Another lighting consideration and one that is cost saving, is to group work stations and tasks that require similar lighting levels and adjust their lighting output. Placing work stations that require high levels of light near windows will reduce the level of light that must be produced by lighting fixtures (The Office, June, 1990, p. 63). These changes should only be considered if the groupings by light level need do not impede office interaction efficiency.

Lighting designed around tasks increases productivity. Improved lighting has been shown to lead "to a variety of benefits, including enhanced employee morale, fewer absences and improved safety and security" (Wareham, 1990 p. 79).

Lighting also effects color.

The difference in the composition of phosphors cause fluorescent lamps to produce different kinds of "white light". For example, cool white fluorescent lamps produce little energy in the longer wavelength part of the spectrum, and so give a poor rendition of reds; warm white fluorescent lamps produce better red rendition as they have more energy output in that part of their spectrum (Styne, 1990, p. 78).

The type of lighting makes surface color different in hue and saturation. "The color of the light source influences not only the appearance of the surface colors but also the appearance of the space" (Styne, 1990, p. 78). Color, then is an important consideration in its own right, but also in conjunction with the type of light source. The "right" combination of color and light will provide a visua1ly comfortable office. The "wrong" combination will do just the opposite.

Interior space design concerns the people that work in that space and a critical component of any facilities planning is considering and asking the participation of people who are to be affected by the reorganization of "their" space. Environmental psychology stresses people-places relationships. "The nature of the physical setting of organizations, and the process through which they are created, can have a significant impact on the quality of work life and on the effectiveness of . . . program." (Becker, 1983, p. vi).

The concept of social design with theoretical influences: from ecology and humanistic psychology is defined as a liaison between design [architecture] and behavioral sciences " (Sommer, 1983, p. 6). It considers the occupants' satisfaction as an essential part of the design process and it emphasizes identifying user values and bringing them into this process (Sommer, 1983, p. ix). Social design then is

working with people rather than for them; involving people in the planning and management of the spaces around them; The goals [of space reorganization] can be realized only within the structures of large organizations, which include the people for whom a given project is planned (Sommer, 1983, p. 7).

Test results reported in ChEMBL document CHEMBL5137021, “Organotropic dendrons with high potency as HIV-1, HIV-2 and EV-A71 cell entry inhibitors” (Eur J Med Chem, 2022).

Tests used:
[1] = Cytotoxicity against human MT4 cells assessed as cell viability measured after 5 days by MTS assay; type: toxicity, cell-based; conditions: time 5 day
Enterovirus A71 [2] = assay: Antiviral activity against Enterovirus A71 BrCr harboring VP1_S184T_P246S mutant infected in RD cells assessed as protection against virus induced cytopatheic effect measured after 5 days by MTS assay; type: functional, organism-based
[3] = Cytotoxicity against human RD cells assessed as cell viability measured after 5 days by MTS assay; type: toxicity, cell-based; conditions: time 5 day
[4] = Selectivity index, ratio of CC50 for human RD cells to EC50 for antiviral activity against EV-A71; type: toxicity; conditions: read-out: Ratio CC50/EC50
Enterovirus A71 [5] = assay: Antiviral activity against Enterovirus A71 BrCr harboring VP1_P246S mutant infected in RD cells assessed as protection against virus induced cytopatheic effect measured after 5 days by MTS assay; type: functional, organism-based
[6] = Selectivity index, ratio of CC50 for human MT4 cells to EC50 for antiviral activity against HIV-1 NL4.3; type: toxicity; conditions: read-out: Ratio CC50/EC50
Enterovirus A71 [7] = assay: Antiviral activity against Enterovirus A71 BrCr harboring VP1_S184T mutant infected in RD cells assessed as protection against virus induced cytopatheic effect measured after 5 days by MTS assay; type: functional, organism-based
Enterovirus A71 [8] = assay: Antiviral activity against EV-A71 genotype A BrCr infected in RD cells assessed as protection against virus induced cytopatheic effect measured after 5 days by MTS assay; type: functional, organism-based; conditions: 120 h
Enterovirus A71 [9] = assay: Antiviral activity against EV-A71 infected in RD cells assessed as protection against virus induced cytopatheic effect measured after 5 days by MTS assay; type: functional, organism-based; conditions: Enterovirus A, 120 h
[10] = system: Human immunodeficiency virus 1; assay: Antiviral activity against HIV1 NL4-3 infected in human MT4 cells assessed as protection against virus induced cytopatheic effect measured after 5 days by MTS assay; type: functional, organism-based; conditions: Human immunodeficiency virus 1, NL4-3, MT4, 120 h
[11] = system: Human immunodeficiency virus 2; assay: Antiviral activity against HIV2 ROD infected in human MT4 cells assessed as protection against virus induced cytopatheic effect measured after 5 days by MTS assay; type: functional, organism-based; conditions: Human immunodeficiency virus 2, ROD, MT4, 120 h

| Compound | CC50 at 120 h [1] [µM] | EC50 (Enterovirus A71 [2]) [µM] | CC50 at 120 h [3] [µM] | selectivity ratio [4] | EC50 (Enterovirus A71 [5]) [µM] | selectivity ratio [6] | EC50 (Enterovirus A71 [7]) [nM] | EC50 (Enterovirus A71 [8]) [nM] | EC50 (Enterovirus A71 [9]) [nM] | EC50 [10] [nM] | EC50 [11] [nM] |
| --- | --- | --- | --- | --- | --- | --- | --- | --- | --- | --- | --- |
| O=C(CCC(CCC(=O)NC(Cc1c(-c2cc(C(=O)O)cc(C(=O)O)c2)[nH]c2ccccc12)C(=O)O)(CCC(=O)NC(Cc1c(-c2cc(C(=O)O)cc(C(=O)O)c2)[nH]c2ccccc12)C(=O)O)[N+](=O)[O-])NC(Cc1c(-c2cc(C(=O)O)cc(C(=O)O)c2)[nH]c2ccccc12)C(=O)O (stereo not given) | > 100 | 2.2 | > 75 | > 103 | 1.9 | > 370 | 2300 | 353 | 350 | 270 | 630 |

In summary, interior space design is not an easy task. A manager must have an overall sense of all phases of a project plan. The manager must carefully evaluate the functions of the office, the interactions of units, traffic patterns, levels of sound, levels of lighting, harmonious color schemes, electrical and telecommunication needs and the needs of staff to name a few and put them all together to create as comfortable and satisfying; a work environment as budget allows.


A corporate decision: Relocate or renovate? (1990, October). The Office. pp. 71-72.

Becker, F. D. (1981). Workspace: Creating environments in organizations. New York: Praeger.

Clearwater, Y. ( 1979). Social/environmental relationships in open and closed offices (Doctoral dissertation, University of California, Davis).

Cullen, S.W. (1990, October). What to consider when buying office chairs. The Office. pp. 32, 42-43,48.

Halstead, D. K. (1974). Statewide planning in higher education. Washington, D.C.: U.S. Government Printing Office.

Kaneko, G. (1990, March). Man and machine: Moving into the office of now. The Office pp.73-74.

Lighting systems: Keep yours or start afresh? (1990, June).The Office pp.63-64.

People Space Architecture Company. FAA tenants GSA land1ord Mallow love participation satisfaction offices persona1 spaces work production social needs designer users product. (Research report). Spokane, Washington.

Sommer, R. (1983). Social design: Creating buildings with people in mind. Englewood Cliffs: Prentice-Hall, Inc.

Styne, A. F. (1990, March). Making light and color work in office harmony. The Office. pp.77-78.

To move or not to move? How to get the answer. The Office. pp.62-63. (1990, October).

Wareham, III, E. A. (October, 1990). Turn on to effective lighting in the office. The Office. pp.79-81.